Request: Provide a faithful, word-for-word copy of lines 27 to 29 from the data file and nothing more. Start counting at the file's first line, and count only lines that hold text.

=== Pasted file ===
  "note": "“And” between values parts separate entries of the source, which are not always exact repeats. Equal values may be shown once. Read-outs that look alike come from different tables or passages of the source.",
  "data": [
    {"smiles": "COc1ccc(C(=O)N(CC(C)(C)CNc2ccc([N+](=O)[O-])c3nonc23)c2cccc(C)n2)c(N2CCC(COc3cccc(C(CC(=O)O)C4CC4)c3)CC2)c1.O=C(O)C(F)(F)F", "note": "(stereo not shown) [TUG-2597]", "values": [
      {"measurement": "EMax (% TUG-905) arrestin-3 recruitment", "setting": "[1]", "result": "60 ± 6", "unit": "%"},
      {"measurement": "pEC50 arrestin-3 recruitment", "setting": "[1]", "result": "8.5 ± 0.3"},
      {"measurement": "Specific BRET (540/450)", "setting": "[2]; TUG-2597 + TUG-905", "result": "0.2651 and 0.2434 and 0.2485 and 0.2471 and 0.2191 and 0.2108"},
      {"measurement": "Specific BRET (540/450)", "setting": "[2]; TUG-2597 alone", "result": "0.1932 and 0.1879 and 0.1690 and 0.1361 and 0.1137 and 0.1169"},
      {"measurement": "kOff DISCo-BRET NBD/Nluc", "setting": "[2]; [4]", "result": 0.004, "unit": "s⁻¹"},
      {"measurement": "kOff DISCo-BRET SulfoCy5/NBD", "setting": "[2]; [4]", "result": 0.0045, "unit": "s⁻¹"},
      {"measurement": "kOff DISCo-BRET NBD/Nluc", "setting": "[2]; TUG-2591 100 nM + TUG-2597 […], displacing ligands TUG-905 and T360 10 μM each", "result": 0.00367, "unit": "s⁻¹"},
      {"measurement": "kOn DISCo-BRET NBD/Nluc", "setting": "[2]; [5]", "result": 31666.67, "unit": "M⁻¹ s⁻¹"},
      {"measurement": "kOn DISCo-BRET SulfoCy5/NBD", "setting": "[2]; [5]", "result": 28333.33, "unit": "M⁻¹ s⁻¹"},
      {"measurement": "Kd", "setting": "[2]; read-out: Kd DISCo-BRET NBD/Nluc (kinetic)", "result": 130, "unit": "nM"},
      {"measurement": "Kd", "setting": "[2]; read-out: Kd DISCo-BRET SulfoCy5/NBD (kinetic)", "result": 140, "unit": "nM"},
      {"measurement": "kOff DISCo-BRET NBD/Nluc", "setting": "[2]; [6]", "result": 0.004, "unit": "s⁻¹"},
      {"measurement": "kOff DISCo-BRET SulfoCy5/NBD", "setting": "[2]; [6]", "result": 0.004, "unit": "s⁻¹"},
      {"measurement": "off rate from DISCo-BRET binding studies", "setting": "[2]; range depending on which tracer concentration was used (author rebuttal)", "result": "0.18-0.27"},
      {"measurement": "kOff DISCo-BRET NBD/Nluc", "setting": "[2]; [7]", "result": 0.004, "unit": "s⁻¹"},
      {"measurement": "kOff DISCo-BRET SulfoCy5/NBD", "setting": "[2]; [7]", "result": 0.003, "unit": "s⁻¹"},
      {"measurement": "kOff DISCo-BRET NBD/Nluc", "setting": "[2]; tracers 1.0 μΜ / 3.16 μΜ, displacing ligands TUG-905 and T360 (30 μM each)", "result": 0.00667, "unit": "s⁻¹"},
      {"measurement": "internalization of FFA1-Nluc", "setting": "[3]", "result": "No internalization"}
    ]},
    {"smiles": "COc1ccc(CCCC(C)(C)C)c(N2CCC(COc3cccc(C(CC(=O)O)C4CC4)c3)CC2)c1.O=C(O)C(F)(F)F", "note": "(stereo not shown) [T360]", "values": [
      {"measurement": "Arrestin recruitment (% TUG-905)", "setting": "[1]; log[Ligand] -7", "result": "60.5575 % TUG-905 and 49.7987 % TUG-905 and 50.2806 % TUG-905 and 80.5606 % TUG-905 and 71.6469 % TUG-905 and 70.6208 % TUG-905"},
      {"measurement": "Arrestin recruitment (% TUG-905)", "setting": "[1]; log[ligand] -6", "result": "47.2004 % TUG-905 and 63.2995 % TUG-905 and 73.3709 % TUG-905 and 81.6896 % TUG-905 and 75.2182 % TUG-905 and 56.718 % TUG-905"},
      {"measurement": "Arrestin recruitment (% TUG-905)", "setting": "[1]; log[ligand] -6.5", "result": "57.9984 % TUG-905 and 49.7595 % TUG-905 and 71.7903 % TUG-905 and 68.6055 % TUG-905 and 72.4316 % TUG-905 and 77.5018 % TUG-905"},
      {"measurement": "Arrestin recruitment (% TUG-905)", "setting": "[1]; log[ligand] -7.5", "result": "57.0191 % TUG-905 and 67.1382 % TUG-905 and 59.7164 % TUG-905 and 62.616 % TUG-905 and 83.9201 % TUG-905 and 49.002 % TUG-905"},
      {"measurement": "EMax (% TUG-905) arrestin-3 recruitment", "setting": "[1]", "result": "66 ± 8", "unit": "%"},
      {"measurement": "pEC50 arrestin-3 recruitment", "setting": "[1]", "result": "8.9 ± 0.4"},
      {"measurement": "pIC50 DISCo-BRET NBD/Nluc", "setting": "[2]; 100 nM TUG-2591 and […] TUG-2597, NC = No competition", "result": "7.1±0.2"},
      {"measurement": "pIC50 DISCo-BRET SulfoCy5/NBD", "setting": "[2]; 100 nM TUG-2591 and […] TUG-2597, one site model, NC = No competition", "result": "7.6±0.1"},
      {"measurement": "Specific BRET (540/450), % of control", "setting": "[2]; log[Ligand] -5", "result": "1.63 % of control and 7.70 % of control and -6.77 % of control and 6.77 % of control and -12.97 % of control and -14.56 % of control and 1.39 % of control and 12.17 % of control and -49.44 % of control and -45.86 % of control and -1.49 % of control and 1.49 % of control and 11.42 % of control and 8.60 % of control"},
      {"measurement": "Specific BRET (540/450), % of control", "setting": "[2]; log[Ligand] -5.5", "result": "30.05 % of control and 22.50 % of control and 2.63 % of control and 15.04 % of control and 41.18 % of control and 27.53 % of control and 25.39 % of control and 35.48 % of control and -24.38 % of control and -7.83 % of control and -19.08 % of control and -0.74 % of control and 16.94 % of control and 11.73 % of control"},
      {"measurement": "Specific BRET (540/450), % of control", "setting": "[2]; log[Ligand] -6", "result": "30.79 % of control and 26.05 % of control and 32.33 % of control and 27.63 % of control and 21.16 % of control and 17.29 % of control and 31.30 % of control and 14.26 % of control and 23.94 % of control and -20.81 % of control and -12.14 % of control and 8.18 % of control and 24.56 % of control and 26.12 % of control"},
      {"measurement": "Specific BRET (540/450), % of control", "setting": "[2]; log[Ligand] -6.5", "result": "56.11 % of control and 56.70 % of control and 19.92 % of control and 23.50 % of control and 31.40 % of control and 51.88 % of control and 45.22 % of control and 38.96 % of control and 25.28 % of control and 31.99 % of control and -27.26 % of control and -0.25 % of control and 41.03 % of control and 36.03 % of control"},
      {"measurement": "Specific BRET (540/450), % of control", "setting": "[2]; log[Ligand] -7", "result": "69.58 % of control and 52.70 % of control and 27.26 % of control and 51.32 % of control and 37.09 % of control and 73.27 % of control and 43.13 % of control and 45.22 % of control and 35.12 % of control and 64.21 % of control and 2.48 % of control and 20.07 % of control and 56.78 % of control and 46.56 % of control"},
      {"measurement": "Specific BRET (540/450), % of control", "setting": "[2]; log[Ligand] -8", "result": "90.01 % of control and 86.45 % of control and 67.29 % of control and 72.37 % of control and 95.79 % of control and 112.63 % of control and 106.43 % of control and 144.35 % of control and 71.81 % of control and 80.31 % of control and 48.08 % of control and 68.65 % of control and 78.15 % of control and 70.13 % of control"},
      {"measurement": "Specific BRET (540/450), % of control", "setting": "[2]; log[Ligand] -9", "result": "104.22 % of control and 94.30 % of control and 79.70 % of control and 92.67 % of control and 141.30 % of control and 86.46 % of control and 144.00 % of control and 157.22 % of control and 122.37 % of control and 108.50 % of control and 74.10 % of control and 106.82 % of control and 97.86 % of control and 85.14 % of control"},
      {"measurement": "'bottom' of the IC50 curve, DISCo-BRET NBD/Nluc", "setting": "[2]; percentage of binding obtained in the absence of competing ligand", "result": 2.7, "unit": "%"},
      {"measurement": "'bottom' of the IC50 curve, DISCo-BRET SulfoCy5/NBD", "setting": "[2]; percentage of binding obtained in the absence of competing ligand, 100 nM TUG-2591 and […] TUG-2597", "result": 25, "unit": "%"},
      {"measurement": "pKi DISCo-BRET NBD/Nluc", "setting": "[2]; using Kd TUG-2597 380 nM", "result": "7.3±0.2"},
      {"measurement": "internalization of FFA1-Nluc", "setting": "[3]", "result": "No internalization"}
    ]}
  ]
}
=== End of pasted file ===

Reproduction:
      {"measurement": "Arrestin recruitment (% TUG-905)", "setting": "[1]; log[ligand] -7.5", "result": "57.0191 % TUG-905 and 67.1382 % TUG-905 and 59.7164 % TUG-905 and 62.616 % TUG-905 and 83.9201 % TUG-905 and 49.002 % TUG-905"},
      {"measurement": "EMax (% TUG-905) arrestin-3 recruitment", "setting": "[1]", "result": "66 ± 8", "unit": "%"},
      {"measurement": "pEC50 arrestin-3 recruitment", "setting": "[1]", "result": "8.9 ± 0.4"},